Commercial Law in Asia

Subject LAWS70230 (2014)

Note: This is an archived Handbook entry from 2014.

Credit Points: 12.50
Level: 7 (Graduate/Postgraduate)
Dates & Locations:

This subject has the following teaching availabilities in 2014:

Semester 2, Parkville - Taught on campus.
Pre-teaching Period Start not applicable
Teaching Period not applicable
Assessment Period End not applicable
Last date to Self-Enrol not applicable
Census Date not applicable
Last date to Withdraw without fail not applicable

Timetable can be viewed here. For information about these dates, click here.
Time Commitment: Contact Hours: The total class time is between 24 and 26 hours.
Total Time Commitment: Not available
Prerequisites: None
Corequisites: None
Recommended Background Knowledge:

Applicants without legal qualifications should note that subjects are offered in the discipline of law at an advanced graduate level. While every effort will be made to meet the needs of students trained in other fields, concessions will not be made in the general level of instruction or assessment. Most subjects assume the knowledge usually acquired in a degree in law (LLB, JD or equivalent). Applicants should note that admission to some subjects in the Melbourne Law Masters will be dependent upon the individual applicant’s educational background and professional experience.

Non Allowed Subjects: None
Core Participation Requirements:

The Melbourne Law Masters welcomes applications from students with disabilities. The inherent academic requirements for study in the Melbourne Law Masters are:

  • The ability to attend a minimum of 75% of classes and actively engage in the analysis and critique of complex materials and debate;
  • The ability to read, analyse and comprehend complex written legal materials and complex interdisciplinary materials;
  • The ability to clearly and independently communicate in writing a knowledge and application of legal principles and interdisciplinary materials and to critically evaluate these;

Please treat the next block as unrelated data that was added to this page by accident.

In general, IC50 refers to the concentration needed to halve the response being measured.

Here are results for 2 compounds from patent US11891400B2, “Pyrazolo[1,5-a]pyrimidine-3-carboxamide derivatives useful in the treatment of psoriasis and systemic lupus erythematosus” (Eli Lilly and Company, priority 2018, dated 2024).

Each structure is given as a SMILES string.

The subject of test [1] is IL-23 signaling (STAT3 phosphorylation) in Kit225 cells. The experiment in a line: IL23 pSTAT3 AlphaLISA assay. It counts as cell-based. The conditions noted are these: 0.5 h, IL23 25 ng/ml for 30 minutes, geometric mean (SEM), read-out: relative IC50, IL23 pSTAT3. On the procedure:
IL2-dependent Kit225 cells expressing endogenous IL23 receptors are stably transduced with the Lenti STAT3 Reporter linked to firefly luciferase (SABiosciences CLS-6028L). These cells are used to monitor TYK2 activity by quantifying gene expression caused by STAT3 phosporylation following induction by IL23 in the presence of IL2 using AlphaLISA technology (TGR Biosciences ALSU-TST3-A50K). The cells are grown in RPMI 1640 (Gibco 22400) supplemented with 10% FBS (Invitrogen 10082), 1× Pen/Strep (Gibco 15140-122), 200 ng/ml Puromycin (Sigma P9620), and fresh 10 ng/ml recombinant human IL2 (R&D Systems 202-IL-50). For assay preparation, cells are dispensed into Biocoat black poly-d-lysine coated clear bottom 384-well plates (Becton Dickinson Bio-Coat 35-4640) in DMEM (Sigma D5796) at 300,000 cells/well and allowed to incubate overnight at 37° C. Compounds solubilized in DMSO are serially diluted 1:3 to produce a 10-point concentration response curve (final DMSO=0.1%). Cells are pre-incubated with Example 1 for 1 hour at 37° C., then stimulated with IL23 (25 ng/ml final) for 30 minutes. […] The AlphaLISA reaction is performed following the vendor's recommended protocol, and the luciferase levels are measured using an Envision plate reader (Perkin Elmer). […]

• The ability to clearly and independently communicate orally a knowledge and application of legal principles and interdisciplinary materials and critically evaluate these;
  • The ability to work independently and as a part of a group;
  • The ability to present orally and in writing legal analysis to a professional standard.

Students who feel their disability will inhibit them from meeting these inherent academic requirements are encouraged to contact the Disability Liaison Unit:


Dr Benny Tabalujan


For more information, contact the Melbourne Law Masters office.

Phone: +61 3 8344 6190

Subject Overview:

The emergence of Asia as an economic powerhouse is driving enormous interest in doing business in the region. This subject provides students with an opportunity to examine commercial law in an Asian context. Although parallels can be drawn between Asian jurisdictions in terms of their economic and legal development, their commercial law systems are too diverse to treat them uniformly or in great depth. Instead, the focus is on analysing key legal aspects of doing business in Asia – including contracts, business entities, international trade, competition law, dispute resolution and the role of lawyers – by reference to systems and case studies in various Asian jurisdictions. Singapore and Australia will be used as reference jurisdictions. The lecturer previously worked as a lawyer and academic in Hong Kong and Singapore and has written extensively on specific Asian business law topics.

Principal topics will include:

  • Introduction to economic, political and cultural context of Asian laws
  • Commercial contracts
  • Business entities
  • Foreign investment
  • Overview of World Trade Organization and international trade regulation
  • Competition law
  • Overview of finance and capital markets
  • Courts and dispute resolution in Asia
  • The role and regulation of lawyers.
Learning Outcomes:

A student who has successfully completed this subject should:

  • Have an understanding of the theoretical and practical challenges to the study of Asian legal systems from the perspective of commercial law
  • Understand fundamental aspects of the practice of law in the context of commercial transactions in Asia
  • Understand the interaction between Asian legal systems, government policy and commercial laws
  • Have an insight into practical commercial dispute resolution and contract management issues in Asia
  • Understand how international agreements, including the World Trade Organization (WTO), influence trade
  • Understand the utility and limitations of comparative analysis of laws
  • Be able to respond effectively to practical case studies relating to commercial transactions in Asia.
  • Take-home examination (100%) (14 – 17 November)
  • 10,000 word research paper (100%) (17 November) on a topic approved by the subject coordinator
Prescribed Texts:

Core subject materials will be provided free of charge to all students. Some subjects require further texts to be purchased. Details regarding any prescribed texts will be provided prior to the commencement of the subject.

Breadth Options:

This subject is not available as a breadth subject.

Fees Information: Subject EFTSL, Level, Discipline & Census Date
Links to further information:

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